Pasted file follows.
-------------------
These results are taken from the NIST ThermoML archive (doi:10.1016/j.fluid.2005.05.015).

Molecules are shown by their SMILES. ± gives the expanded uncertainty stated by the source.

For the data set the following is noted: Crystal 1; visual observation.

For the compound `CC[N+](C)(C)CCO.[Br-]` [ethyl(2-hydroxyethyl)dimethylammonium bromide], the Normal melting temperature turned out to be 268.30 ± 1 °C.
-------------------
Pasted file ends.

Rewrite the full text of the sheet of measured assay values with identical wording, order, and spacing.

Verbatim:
These results are taken from the NIST ThermoML archive (doi:10.1016/j.fluid.2005.05.015).

Molecules are shown by their SMILES. ± gives the expanded uncertainty stated by the source.

For the data set the following is noted: Crystal 1; visual observation.

For the compound `CC[N+](C)(C)CCO.[Br-]` [ethyl(2-hydroxyethyl)dimethylammonium bromide], the Normal melting temperature turned out to be 268.30 ± 1 °C.